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founding

I will totally take the L on that ;)

That's exactly it, though: I never really stoped and thought about what "poorly mapped" means. Like in general I know about the Mercator map effect, but why is it that those misleading maps are still the main ones we see? Why is it still surprising every time I see a more true-to-reality map and the U.S. is so teeny tiny compared to Africa? That's awful! (Awful that it continues to surprise me when I see it, I mean, showing my own continued distorted perception of the world.)

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Apr 28, 2022Liked by Mike Sowden

That story about the USS San Francisco running into a sea mount is crazy, you'd have to think that whoever forgot to switch the radar on that morning had some explaining to do.

Errata: "Scottosh" = "Scottish", and "less dense rock" = "more dense rock". Proof, if it were needed, that less is more.

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Apr 28, 2022Β·edited Apr 28, 2022Author

Yes indeed! My first thought was "well, maybe they were going so fast and the mountain appeared so quickly out of nowhere that they had too much momentum to change course in time." But according to Wikipedia, the Navy didn't agree:

>>"San Francisco's captain Commander Kevin Mooney was reassigned to a shore unit in Guam during the investigation of the collision. The Navy concluded that "several critical navigational and voyage planning procedures" were not being implemented aboard San Francisco, despite Mooney's otherwise remarkably good record. Consequently, the Navy relieved Mooney of his command and issued him a letter of reprimand.

Six crewmen received non-judicial punishment hearings for hazarding a vessel and dereliction of duty, and they were reduced in rank and given letters of reprimand. "<<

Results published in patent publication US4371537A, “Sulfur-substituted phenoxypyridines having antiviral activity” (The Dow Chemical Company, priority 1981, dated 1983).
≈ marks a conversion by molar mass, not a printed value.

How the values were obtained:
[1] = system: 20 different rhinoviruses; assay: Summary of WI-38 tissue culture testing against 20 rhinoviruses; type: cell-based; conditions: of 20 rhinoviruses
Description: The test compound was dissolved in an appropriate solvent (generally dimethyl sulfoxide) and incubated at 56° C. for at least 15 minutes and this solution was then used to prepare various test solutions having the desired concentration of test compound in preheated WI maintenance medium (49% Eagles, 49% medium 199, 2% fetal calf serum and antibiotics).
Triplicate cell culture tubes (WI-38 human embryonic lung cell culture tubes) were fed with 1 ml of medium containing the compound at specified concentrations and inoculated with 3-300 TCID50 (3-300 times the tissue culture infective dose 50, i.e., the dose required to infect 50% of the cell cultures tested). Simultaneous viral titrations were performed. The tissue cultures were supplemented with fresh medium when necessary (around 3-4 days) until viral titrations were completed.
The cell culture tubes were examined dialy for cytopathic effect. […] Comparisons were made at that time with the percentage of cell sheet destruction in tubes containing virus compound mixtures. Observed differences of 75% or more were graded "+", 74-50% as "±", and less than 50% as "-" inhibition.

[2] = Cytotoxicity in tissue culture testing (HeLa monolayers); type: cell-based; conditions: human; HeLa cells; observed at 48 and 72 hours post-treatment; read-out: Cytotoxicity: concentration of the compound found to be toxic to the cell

Thank you for spotting the typos! The less dense/more dense one is *exactly* why writers need proofreaders that aren't themselves, because I'd written it as "less" and was reading it as "more" - complete blindspot. Anyway - corrected. Cheers, Neil. :)

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Apr 29, 2022Liked by Mike Sowden

Best yet Mr S, my mind is boggling all over the place! Please post part 2 without delay. x

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Coming next week, I promise! And thank you, Cathy. :)

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Wow, this is great and I agree with Kate!

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Thank you!

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Definitely learned something today -- thanks!

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Cheers for reading, Tad!

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I could TOTALLY filter out the waves if I put my mind to it. I just don't want to. :-)

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I hear you! I would also like to know how to filter waves *in*, so I could apply the soothing sounds of a high sea to anything I'm doing.

(But I don't think either of us is really advancing the science here in a fruitful way...)

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Exremely interesting. Thank you.

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So fascinating as usual! Thank you!